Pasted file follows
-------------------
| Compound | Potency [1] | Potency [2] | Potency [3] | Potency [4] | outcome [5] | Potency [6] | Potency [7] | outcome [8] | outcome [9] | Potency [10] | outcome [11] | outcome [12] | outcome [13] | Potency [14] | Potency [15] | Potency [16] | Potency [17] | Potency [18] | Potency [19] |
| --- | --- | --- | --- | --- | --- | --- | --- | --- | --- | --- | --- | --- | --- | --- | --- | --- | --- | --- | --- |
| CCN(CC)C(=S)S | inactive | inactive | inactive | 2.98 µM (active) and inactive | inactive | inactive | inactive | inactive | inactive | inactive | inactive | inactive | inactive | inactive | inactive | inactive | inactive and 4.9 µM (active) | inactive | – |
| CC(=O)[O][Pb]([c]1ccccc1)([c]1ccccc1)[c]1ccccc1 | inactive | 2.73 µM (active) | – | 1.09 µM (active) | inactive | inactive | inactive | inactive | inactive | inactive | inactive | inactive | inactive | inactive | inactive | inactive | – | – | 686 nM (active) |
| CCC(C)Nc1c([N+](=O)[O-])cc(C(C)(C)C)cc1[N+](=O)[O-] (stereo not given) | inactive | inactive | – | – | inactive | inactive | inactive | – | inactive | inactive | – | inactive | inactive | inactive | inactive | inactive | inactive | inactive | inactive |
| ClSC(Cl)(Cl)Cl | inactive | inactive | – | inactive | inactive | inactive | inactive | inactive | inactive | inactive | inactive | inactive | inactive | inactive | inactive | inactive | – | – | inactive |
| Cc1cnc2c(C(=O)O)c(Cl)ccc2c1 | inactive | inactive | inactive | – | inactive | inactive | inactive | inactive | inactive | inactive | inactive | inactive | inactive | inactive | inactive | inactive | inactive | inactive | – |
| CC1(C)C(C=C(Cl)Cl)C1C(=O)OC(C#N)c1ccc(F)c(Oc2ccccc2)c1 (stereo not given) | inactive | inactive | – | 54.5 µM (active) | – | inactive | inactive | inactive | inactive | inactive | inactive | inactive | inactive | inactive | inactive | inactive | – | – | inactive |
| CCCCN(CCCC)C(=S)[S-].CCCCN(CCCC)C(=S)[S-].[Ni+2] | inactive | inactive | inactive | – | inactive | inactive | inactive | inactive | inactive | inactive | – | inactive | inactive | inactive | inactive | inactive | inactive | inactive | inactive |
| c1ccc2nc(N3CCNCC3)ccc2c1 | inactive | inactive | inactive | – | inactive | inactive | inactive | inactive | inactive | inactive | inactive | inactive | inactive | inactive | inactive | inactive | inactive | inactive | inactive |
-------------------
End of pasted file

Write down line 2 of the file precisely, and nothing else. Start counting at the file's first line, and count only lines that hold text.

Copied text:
| --- | --- | --- | --- | --- | --- | --- | --- | --- | --- | --- | --- | --- | --- | --- | --- | --- | --- | --- | --- |